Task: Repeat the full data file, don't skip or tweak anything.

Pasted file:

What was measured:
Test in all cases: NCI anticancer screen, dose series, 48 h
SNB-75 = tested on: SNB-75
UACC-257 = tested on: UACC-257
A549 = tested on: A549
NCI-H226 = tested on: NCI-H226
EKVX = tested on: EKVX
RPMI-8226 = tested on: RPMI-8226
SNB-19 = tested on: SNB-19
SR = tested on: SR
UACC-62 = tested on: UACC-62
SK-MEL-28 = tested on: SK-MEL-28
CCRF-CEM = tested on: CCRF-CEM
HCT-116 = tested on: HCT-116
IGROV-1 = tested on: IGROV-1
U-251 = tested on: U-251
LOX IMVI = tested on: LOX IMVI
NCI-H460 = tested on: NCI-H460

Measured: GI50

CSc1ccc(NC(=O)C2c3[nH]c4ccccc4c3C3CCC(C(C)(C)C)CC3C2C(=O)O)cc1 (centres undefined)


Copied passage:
What was measured:
Test in all cases: NCI anticancer screen, dose series, 48 h
SNB-75 = tested on: SNB-75
UACC-257 = tested on: UACC-257
A549 = tested on: A549
NCI-H226 = tested on: NCI-H226
EKVX = tested on: EKVX
RPMI-8226 = tested on: RPMI-8226
SNB-19 = tested on: SNB-19
SR = tested on: SR
UACC-62 = tested on: UACC-62
SK-MEL-28 = tested on: SK-MEL-28
CCRF-CEM = tested on: CCRF-CEM
HCT-116 = tested on: HCT-116
IGROV-1 = tested on: IGROV-1
U-251 = tested on: U-251
LOX IMVI = tested on: LOX IMVI
NCI-H460 = tested on: NCI-H460

Measured: GI50

CSc1ccc(NC(=O)C2c3[nH]c4ccccc4c3C3CCC(C(C)(C)C)CC3C2C(=O)O)cc1 (centres undefined)